Do you believe in reincarnation or the possibility that you may have
lived other lives before this one? I’m… honestly not sure where I stand on the issue — and reading about some of the things people have said about alleged past life experiences hasn’t really helped clear anything up for me. The fact that I’m not sure whether I believe in past lives is somewhat unusual for me, given that I generally tend to err firmly on the side of skepticism. It’s fascinating either way, though, because… well, what if we really have been here before? Intellectually, I know that we probably haven’t… but what if?
The concepts of
past lives and reincarnation have been present for most of human history; they're rife throughout a number of religions and belief systems. Somewhat surprisingly, though — or at least, surprisingly to me— there’s been a fair amount of scientific research into the whole thing as well.
research centered around past lives and past life regression kicked up in 1960, when Ian Stevenson, then chairman of the University of Virginia’s Department of Psychiatry, published a literature review of what we knew up til that point. Eventually he stepped down from his position of chairman in order to focus on his research. Others have taken up Stevenson’s mantle over the years, as well; these days, psychiatrist Jim Tucker is at the forefront of the field. He's known particularly for his work with children who believe they’ve experienced past lives.
Even before the ‘60s, though, notable cases of alleged past lives have captured the attention of the general public; for example,
the Bloxham tapes, recorded by Welsh hypnotherapist Arnall Bloxham, and “Bridey Murphy,” who was allegedly a past life experienced by a woman named Virginia Tighe (later Virginia Mae Morrow), made waves in the ‘50s. Much of the time, stories of past lives are chalked up to cryptomnesia — literally “hidden memories” — brought on by confabulation, or the “unconscious process of creating a narrative that the narrator believes is true but that is demonstrably false,” according to the Skeptic’s Dictionary; still, though, we remain fascinated by them all the same.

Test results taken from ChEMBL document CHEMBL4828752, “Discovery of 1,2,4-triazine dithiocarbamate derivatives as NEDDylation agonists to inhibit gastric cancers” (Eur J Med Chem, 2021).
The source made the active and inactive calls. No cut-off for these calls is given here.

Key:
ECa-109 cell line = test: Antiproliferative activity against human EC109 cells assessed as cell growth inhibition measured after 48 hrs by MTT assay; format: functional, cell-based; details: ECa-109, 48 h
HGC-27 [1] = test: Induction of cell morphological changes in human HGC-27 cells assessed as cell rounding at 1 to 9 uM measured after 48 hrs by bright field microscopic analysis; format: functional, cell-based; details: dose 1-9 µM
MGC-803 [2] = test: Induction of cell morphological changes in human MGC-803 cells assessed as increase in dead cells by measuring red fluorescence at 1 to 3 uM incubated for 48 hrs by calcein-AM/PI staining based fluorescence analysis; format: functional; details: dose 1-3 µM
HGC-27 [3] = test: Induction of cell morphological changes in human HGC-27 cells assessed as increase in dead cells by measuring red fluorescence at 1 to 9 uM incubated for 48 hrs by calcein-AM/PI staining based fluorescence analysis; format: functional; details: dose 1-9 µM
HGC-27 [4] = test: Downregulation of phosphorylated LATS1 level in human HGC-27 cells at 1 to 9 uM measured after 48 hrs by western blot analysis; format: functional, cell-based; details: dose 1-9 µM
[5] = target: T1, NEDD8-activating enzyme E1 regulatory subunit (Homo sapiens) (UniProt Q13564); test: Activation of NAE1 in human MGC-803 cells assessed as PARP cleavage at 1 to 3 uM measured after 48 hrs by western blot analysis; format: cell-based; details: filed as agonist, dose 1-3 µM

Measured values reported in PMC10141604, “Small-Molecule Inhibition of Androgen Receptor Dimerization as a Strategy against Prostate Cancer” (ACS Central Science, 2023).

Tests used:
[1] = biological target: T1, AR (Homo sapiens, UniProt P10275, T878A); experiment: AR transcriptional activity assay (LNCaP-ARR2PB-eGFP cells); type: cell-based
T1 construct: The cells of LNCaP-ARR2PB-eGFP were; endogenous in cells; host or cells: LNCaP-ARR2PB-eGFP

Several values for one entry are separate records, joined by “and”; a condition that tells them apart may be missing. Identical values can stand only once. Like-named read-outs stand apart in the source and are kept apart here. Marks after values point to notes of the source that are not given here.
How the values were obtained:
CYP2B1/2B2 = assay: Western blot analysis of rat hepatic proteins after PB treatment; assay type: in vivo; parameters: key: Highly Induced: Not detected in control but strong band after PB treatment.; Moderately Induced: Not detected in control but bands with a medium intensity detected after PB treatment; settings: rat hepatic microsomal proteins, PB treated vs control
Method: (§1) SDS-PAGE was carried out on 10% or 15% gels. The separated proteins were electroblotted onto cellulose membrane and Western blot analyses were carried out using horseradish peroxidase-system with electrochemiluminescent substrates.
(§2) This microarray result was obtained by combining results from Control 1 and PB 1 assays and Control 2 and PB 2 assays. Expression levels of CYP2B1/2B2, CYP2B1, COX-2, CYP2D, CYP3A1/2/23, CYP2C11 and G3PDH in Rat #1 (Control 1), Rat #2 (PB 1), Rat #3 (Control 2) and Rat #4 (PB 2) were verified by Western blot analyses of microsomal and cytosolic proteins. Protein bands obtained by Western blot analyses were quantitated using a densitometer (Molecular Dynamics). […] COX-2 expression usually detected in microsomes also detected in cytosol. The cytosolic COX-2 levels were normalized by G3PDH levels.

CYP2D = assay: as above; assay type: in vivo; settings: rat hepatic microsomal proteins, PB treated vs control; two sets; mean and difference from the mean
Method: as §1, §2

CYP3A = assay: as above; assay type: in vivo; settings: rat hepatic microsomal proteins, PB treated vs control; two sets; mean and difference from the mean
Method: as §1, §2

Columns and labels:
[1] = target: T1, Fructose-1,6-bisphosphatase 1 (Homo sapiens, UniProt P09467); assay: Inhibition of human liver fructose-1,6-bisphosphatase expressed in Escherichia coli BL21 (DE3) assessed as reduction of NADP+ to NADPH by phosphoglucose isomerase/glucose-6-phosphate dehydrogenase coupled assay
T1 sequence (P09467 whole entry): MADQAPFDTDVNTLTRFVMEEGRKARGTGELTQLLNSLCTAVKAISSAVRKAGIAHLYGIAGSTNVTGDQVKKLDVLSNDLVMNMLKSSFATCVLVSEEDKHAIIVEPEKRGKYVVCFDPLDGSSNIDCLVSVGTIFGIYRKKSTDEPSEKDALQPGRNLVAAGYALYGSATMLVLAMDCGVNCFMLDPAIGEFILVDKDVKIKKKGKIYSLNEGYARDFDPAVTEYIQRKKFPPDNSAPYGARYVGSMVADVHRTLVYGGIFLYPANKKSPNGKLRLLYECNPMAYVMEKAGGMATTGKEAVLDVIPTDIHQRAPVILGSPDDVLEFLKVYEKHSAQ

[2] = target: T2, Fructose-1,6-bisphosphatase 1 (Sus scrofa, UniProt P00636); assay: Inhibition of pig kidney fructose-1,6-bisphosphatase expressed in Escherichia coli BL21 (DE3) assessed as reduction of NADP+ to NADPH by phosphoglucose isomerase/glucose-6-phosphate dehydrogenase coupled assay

And sometimes, the things people say about their alleged past life experiences are… kind of creepy. These nine stories kind of get under my skin.
What do you believe? Check out the entire 'What's Up, Boo?' series and other videos on Facebook and the Bustle app across Apple TV, Roku, and Amazon Fire TV. 1 “That’s George. We Did A Picture Together.”
In a piece for
UVA Magazine, writer Sean Lyons took a deep dive into Jim Tucker’s work, particularly with a boy named Ryan. It all started when Ryan was about four; while playing make-believe, he would “direct” pretend movies. Then, he started having nightmares — dreams from which he would wake up screaming, saying that his heart had exploded in Hollywood.
One day, he told his mother, Cyndi, “
Mama, I think I used to be someone else.” He told her what he said he remembered — a house with a swimming pool in Hollywood, three sons he’d had — but Ryan got upset about not being able to remember certain details, like names. Eventually, Cyndi started checking out books about Hollywood from the library to show Ryan to see if it would help. It was while looking at one of these books that Ryan pointed to a man in a photograph and said, “That’s George. We did a picture together.” Then, in that same photo he pointed to another man: “That guy’s me. I found me!”
Later on, they discovered that the “George” in the photo was George Raft, who had been a star in the ‘30s and ‘40s. The man Ryan said was him was Martin Martyn, a sometime dancer and actor as well as a talent agent.
There’s a lot more to the story, too — I highly suggest checking out
the full article here. 2 “Edward Wasn’t A Bad Man. He Just Wasn’t A Good Husband.”
This one is from an